My fiancee's ex is refusing to work with him to slightly modify his visitation (two 2 hour weekly visits) by ninety minutes so that he can work his full shift and still have his parenting time. The hours were determined over a year ago, and he got...
It could be that something much worse is occurring! It's called "parental alienation'. If your fiancé's ex is frustrating his parenting time with "their" child, she is not demonstrating a willingness or ability to facilitate a close and continuing relationship between the child and his/her father.
Is she violating the parenting agreement in other ways; e.g., not conferring or informing, not following their holiday parenting schedule, not allowing/facilitating telephonic communication access? If so, the bigger issue here is her parental alienation and she may be brought before the court on your fiancé's Petition For rule to Show Cause. If the judge issues a rule, the burden would shift to her to show cause why she should not be held in indirect civil contempt of court for those specific parenting agreement violations that she has committed. Petitions For Rule to Show Cause are often useful in controlling an alienating parent and may lay the groundwork for your fiancé's future Petition For Modification of Custody.
The child lives with me,I am the garden,I do everything for our child and the father just shows up when he wants to.the father is on child support.
Only one taxpayer may claim a child for tax dependency exemption purposes in any tax year. You cannot split this dependency exemption between two or more taxpayers. Generally, a child's tax dependency exemption is properly claimed by the residential custodial parent or by the child's legal guardian. (Legal guardian refers to one who has obtained letters of office for guardianship via a court proceeding in probate court.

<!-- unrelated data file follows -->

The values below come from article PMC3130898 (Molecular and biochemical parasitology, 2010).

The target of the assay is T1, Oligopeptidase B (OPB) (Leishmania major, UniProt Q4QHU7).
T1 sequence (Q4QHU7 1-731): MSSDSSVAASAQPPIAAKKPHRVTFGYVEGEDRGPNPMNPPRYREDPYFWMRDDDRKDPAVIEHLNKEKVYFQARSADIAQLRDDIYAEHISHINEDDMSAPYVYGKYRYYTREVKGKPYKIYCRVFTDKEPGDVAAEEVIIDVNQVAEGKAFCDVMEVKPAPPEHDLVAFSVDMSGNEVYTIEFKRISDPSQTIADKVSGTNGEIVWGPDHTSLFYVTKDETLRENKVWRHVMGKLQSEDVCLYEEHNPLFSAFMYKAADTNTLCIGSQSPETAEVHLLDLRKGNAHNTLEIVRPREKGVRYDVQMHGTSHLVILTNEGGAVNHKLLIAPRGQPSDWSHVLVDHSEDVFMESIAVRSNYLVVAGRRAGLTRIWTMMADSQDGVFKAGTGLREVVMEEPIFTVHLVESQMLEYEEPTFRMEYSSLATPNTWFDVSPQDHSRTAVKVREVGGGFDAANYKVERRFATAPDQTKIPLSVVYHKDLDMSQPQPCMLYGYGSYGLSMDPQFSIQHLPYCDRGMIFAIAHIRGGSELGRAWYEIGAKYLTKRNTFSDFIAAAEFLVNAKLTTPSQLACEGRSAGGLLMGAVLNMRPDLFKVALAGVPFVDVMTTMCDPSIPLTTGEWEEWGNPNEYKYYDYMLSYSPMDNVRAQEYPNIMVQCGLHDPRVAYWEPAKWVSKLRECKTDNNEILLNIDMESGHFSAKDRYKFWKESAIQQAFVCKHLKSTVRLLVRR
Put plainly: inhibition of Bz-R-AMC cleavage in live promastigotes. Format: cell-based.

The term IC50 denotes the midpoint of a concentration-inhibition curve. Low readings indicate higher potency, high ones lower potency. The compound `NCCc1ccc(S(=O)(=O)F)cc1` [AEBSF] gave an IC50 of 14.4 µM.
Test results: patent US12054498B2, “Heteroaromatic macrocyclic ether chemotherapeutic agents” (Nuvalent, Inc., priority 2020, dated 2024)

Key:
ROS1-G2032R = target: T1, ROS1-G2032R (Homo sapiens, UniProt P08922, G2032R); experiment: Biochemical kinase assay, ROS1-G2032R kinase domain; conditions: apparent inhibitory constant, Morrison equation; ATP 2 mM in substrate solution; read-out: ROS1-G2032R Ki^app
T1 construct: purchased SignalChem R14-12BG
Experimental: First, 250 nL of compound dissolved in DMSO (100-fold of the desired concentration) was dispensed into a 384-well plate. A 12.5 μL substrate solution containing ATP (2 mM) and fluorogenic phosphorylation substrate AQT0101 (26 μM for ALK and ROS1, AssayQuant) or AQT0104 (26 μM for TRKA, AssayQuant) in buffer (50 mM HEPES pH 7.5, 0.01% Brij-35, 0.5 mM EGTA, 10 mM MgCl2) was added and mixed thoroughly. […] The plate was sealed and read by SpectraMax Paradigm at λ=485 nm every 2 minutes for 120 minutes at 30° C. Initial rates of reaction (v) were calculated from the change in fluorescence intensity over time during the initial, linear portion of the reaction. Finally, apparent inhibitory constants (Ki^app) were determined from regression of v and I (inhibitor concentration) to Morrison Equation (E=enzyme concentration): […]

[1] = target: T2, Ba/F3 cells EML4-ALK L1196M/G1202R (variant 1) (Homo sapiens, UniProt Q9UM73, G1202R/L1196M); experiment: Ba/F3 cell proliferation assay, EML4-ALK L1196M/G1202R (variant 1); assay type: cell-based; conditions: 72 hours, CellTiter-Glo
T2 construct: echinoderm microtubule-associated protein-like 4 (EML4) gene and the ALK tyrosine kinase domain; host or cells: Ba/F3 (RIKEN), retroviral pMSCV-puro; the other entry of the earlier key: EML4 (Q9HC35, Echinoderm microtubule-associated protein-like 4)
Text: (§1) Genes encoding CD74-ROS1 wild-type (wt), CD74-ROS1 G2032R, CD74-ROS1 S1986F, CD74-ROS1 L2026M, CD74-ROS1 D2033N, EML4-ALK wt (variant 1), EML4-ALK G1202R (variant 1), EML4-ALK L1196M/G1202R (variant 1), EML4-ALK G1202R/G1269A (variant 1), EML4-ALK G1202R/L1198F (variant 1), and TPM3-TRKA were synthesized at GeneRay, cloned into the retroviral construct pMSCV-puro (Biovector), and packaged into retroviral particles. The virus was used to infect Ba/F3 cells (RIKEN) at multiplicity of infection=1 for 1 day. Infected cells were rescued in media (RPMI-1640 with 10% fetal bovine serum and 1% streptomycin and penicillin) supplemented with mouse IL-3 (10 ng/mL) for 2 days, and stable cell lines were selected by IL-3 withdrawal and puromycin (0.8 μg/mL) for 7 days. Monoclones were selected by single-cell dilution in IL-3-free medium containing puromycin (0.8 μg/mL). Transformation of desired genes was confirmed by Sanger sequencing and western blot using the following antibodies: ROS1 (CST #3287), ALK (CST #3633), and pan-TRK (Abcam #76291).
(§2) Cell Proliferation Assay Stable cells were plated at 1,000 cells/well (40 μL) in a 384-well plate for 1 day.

Sometimes a noncustodial parent or informal guardian may claim the child's tax dependency exemption if both of the following conditions are met:
•The custodial parent signs IRS Form 8332 (the pdf is available at www.irs.gov/pub/irs-pdf/f8332.pdf).
IRS Form 8332 is a form which is executed by the custodial parent that effectively releases a claim for the tax dependency exemption for the child to the noncustodial parent or other person. Note* a similar written, signed and notarized statement by the custodial parent has also been accepted by the IRS.
•The noncustodial parent attaches the IRS Form 8332 or the written statement to his or her return.
In addition, if the custodial parent releases a claim to the dependency exemption for a child in a specific year, the custodial parent may not claim the child tax credit for that child. See also IRS Publication 504, Divorced or Separated Individuals, for more information on the special rule for children of divorced or separated parents.
Additional Information: If you are the legal guardian of the child, you may want to petition the court (where your guardianship orders were entered) for the IRS Tax Dependency Exemption.
If you are not the legal guardian of this child (If you do not have court documents establishing guardianship), you may want to consider filing a Petition for Guardianship, obtain Letters of Office for Guardianship and a court order allowing you to claim the child as a tax dependency exemption. Some legal guardians have been successful in claiming the child as a tax dependency exemption by enclosing a certified copy of their court order that indicates to the IRS they are the legal guardian of the child and in residential placement of the child. Another benefit in obtaining legal guardianship is that the judge could order the biological father pay you child support. Whereas Informal guardians sometimes have the burden of proving primary residency of the child if another person has attempted to claim the child's tax dependency exemption. I highly recommend you consult with a qualified attorney regarding these important issues.